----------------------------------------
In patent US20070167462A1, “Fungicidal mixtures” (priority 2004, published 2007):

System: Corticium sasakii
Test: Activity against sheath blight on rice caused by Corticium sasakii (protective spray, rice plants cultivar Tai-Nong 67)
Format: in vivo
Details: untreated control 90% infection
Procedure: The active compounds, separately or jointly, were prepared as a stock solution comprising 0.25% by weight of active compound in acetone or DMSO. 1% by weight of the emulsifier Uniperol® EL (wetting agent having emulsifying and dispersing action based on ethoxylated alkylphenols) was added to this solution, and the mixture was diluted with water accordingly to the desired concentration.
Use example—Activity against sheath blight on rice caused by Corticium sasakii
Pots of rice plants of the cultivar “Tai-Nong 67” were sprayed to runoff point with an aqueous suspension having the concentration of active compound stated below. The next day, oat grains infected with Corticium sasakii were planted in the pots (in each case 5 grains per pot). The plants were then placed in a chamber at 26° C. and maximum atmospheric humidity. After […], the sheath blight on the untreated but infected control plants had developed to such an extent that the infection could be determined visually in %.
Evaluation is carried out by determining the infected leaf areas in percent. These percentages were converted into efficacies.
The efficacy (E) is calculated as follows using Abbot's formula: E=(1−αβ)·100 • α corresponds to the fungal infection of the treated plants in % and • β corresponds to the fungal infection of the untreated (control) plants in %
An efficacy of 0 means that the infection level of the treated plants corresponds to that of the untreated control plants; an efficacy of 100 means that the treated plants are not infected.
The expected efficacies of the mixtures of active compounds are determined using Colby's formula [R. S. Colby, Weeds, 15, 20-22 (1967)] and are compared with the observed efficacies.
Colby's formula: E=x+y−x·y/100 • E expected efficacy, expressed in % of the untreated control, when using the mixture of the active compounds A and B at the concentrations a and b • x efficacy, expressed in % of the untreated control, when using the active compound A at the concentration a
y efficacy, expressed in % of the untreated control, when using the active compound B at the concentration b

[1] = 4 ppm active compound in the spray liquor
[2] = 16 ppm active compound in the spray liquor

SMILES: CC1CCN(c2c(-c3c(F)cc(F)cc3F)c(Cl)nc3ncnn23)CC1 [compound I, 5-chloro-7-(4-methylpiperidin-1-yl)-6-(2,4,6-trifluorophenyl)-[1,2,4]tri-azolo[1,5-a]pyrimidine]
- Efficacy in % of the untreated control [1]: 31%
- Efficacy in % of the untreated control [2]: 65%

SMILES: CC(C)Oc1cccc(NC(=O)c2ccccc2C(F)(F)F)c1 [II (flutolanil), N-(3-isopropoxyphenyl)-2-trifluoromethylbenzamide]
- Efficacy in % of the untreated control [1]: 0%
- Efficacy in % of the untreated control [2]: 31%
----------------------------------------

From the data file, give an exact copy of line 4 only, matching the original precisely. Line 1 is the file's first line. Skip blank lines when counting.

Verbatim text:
Format: in vivo